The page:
• Music with headphones
  • LeapPad or tablet/iPad
  • Try a few classic travel games like I Spy and download our kids’ travel games

Activities and road trip games for kids

  • Books/Kindle/reader on tablet Audible audio books
    DVD player and headphones iPads/tablets
  • Spotify or other music playlists that can be downloaded and played offline
  • Toys – you don’t need many
    Try a few classic travel games like I Spy, or Car spotters (first one to spot a type or colour of car)

Stop sibling fighting on a long road trip

When you put siblings in a confined space for a long time, it is likely there will be a meltdown, mutiny, or scuffle of some kind. Here are some sanity savers:

  • Change of pace: most likely they’re bored and tired, so have an audio book, music, DVD, or similar ready.
  • Separate them with pillows. This can go one of two ways. Either it works or it turns into a pillow fight! When all else fails, pull over and take a break.
  • Allow yourself extra time so that if the wheels fall off in the back and you need to take some extra stops, it’s okay. Better to get there safely and relatively sanely than not at all.

Road trip pit stops

The key to a successful road trip with kids is to take frequent breaks and to make it fun. How often you have to stop will depend on how old your kids are, how big everyone’s bladder is and how everyone is feeling on that particular day.

Open spaces should become your new best friend. Stopping at the highway service centre usually doesn’t cut it to get rid of energy and pent-up frustration. Instead, try to look for a sporting field, park or playground and let them run. Take a quick look at the route you’re going to be travelling and work out some places you may be able to stop. You may find some attractions that are perfect for a quick drop in.

Road trip tip: Pack a ball in the car, so even if there’s nothing else to do when you stop, they can still get rid of some energy.

What to pack for a road trip

Here are some essentials things to bring on a road trip, to keep within arms distance in the car:

  • Food
  • Water – always pack extra in case you get stuck in traffic or breakdown. We usually take or buy a water cooler to keep in the boot for big road trips. It saves you a heap of money, and you shouldn’t run out.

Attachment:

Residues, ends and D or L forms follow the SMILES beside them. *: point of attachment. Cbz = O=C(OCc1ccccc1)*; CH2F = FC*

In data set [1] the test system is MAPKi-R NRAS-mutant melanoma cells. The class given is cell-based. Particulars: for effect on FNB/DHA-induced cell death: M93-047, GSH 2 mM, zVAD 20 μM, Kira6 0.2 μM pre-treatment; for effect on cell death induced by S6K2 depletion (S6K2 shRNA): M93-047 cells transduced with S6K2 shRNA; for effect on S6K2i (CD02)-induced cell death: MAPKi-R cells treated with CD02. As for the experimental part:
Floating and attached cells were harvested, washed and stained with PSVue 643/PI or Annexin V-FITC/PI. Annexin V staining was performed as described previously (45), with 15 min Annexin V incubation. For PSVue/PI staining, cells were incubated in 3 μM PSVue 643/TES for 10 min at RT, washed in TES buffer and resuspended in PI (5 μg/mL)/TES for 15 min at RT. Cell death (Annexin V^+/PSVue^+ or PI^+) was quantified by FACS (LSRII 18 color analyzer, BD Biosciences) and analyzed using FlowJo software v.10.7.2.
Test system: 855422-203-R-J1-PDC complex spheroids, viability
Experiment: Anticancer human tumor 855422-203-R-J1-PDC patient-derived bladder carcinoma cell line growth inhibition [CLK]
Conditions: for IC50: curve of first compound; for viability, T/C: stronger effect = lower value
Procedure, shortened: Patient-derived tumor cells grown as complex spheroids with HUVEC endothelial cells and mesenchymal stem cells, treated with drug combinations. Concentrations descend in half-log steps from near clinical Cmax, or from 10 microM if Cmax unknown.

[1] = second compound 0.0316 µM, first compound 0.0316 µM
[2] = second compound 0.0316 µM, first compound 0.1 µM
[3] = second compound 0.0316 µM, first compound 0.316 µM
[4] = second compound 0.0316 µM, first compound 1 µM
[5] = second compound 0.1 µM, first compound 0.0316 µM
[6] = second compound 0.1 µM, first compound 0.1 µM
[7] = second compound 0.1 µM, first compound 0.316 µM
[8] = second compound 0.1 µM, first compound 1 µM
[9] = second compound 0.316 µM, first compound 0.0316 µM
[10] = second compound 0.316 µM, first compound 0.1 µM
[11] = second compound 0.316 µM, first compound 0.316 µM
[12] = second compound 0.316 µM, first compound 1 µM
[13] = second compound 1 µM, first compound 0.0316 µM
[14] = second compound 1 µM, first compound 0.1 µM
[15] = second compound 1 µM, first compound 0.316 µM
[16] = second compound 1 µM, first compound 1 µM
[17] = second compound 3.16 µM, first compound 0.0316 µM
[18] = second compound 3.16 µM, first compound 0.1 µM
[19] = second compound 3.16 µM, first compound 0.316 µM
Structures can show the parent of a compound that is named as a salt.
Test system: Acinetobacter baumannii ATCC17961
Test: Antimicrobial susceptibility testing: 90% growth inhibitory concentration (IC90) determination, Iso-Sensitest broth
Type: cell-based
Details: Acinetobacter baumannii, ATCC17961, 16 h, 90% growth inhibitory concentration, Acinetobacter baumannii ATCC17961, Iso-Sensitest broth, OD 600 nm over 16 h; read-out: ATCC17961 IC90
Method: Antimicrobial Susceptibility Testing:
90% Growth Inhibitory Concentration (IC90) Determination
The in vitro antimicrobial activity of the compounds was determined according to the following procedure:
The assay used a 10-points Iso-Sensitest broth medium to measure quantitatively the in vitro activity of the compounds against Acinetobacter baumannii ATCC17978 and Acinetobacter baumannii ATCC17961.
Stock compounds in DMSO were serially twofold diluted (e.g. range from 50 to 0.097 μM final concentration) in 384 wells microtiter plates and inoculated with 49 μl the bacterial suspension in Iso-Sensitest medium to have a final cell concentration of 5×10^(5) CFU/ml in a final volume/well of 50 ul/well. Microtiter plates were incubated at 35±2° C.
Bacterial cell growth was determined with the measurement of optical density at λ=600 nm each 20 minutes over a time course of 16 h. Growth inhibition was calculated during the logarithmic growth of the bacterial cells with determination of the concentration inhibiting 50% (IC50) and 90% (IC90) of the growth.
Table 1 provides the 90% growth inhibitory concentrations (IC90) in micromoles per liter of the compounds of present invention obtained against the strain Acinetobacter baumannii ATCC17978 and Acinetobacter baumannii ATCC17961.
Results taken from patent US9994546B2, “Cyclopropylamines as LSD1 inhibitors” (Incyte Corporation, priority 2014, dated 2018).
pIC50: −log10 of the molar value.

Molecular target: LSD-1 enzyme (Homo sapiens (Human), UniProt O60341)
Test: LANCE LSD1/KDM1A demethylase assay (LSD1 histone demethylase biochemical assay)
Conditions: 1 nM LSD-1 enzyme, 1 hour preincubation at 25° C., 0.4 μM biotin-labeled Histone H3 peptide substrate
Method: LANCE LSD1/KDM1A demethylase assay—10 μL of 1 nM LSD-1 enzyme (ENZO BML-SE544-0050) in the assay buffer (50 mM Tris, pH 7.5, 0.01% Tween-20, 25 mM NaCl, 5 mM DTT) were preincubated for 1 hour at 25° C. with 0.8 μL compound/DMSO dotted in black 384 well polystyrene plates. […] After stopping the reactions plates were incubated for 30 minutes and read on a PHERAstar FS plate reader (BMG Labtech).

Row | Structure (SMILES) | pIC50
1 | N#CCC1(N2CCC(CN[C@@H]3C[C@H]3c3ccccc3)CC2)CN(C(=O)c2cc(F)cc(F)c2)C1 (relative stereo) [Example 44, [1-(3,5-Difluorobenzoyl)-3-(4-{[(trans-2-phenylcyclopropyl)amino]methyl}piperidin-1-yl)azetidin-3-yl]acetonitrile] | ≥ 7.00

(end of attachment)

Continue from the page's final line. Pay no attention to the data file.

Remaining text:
• Wipes – no matter how old your kids are, plenty of wipes are essential.
  • A few plastic grocery bags – for rubbish, dirty clothes, and cleaning up big messes.
  • A roll of toilet paper – you never know when you’ll have an emergency roadside stop.
  • Travel first aid kit
  • Spare set of clothes – essential for babies and toddlers but a good idea for other young ones.
    If you have a baby, have your nappy bag close by with nappies, portable/disposable changing pad, nappy cream, more wipes, nappy sacks, pre-portioned bottles of formula, an extra blanket, and a few extra toys.

Prep the car

  • Make sure your car registration and insurance are up-to-date.
  • Get your car fully serviced and tyres (including the spare) checked before you head off on a road trip. Check that all your lights and indicators are working.
  • Make sure you have a spare tyre and the gear to change it yourself.
  • Give the spare key to the non-driver in case you lose one.
  • Check that your roadside assistance cover is up to date and will cover you for your trip.
  • Put together a tool kit that will suit the conditions of your trip and how remote you’ll be driving.
  • Give it a clean inside because mess on top of mess is a nightmare.

Last minute road trip tips

Try to fill up with fuel and do any last-minute checks before you head off. Everyone seems to settle in much quicker if you don’t stop ten minutes after you leave home for fuel.
Make sure you have a bin in the car. You don’t have to buy one – you can line a plastic storage container with a flip top lid (one you’d put cereal in) with a plastic bag or even a small cooler bag. Get a good night’s sleep before you head off.

Road trips might be getting you from point A to point B, but there’s no reason you can’t make some memories along the way. Go and get packing. It will all be worth it in the end!